They’re there to guide you on making the right choice for you and are always happy to chat with you about your subject in more detail. 

  • What does the course cover?
  • What student support is available?
  • What have previous students gone on to do for work/university after finishing this course?
  • What qualifications will I need for the course I want to apply for?

What to bring

We always advise you to bring along your booking confirmation to the event. You’re also welcome to attend with a friend, parent or guardian if you’d prefer to look around our campus with someone else. You can also bring anything else that helps you feel comfortable, such as a bottle of water. 

To book on to one of our next open events, visit our Event page.

Grab your second chance to shine at Leeds Sixth Form College

’It’s not the end of the world’ is a phrase we’ve all heard from well-meaning family or friends after a setback.

If you have just failed an important exam, however, the chances are that such words will be of little comfort. Instead, what is needed at such moments is practical help – for someone to tell you ‘you can try again, and here’s how’.

That is where Leeds Sixth Form College’s Step-Up Pathway comes in. The programme is designed specifically to help 16-18 year olds, who did not gain the GCSEs they were hoping for, get what they need to progress.

Step-Up provides a three-year route to sitting A levels, or a hybrid option of A levels plus a vocational qualification, and starts with a first year during which each student aims to gain five GCSEs. For some, like former Leeds Sixth Form College student Jamal Mottley, this option has represented a life-changing second chance.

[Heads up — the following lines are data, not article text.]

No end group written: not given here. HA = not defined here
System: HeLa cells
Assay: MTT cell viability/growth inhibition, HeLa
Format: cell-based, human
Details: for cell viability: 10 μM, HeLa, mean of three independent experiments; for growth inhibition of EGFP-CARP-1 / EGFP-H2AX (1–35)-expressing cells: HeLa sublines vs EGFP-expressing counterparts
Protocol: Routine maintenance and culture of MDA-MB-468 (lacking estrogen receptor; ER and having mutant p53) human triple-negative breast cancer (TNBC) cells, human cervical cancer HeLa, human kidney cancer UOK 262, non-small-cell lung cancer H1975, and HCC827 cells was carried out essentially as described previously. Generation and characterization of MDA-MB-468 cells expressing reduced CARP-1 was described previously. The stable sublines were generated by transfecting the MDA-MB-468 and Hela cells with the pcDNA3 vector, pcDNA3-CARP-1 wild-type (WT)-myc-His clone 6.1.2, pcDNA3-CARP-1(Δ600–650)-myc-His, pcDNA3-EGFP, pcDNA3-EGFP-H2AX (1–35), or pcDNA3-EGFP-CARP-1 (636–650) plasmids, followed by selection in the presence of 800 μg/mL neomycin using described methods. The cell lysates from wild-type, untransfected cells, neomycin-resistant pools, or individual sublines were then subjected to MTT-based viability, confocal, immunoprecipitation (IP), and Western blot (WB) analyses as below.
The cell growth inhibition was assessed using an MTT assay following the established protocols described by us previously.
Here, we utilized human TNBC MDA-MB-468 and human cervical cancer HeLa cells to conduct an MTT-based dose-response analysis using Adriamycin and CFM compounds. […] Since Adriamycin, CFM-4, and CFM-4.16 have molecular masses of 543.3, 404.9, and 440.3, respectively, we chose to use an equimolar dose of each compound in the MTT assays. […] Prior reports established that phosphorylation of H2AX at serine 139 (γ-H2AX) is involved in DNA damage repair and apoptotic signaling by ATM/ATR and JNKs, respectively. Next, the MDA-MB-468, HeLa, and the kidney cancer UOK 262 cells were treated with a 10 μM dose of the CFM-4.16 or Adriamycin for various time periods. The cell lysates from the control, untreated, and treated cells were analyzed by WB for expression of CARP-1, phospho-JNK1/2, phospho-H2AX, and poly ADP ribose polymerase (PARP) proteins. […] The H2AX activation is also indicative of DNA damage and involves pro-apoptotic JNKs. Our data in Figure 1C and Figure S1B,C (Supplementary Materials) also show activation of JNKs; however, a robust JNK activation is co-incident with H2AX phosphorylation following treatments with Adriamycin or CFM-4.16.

An alternative route to success

Jamal used the Step-Up Pathway to re-sit his GCSEs before going on to achieve three A levels with Leeds Sixth Form College, and has now started university. Speaking in August after finding out his results, he explained how difficult personal circumstances had led to him failing his GCSEs the first time around.

He said: “I didn’t know you could re-sit them and thought it was a one-time thing.

“But then my mum got out of hospital and helped me look for somewhere to re-sit my GCSEs, and found Leeds Sixth Form College. I don’t know where I’d be without Step-up!”

Ro Elliott, meanwhile, has just started her A level courses at the college after successfully gaining five GCSEs through Step-Up.

She said: “I wasn’t really in full-time education for a lot of secondary school which is why I didn’t get the opportunity to do my GCSEs properly, so the fact the college introduced this course was really beneficial to me.”

Helping to tackle inequality

In a recently published study on education inequalities, the Institute for Fiscal Studies (IFS) argued that one of the key shortcomings of the country’s education system was the ‘lack of adequate second chances’.

Step-Up, which is especially helpful for English for Speakers of Other Languages (ESOL) students, allows them to develop their language skills.

Principal of Leeds Sixth Form College, Rachael Booth, said: “We are very proud of our Step-Up Pathway and the route it provides for students who want to study A levels but haven’t, for whatever reason, got the qualifications they need yet.

“Each year we hear from so many talented young people, like Ro and Jamal, about how much having this second opportunity to achieve, and excel, means to them.

“Education, like life, isn’t always a straight line, often due to things we can’t control. This pathway ensures that students can try again for the qualifications they need to progress and shine in whatever they choose to do.”

More information on the Step-Up Pathway can be found here. The IFS study can be viewed here.

A college with its sights set high

We are forging ahead into the new academic year with a ‘Good’ with ‘Outstanding’ features Ofsted rating under our belt.

Based in the heart of Leeds and driven by a belief that every student has the ability to excel, Leeds Sixth Form College impressed the inspectors when they visited earlier this year.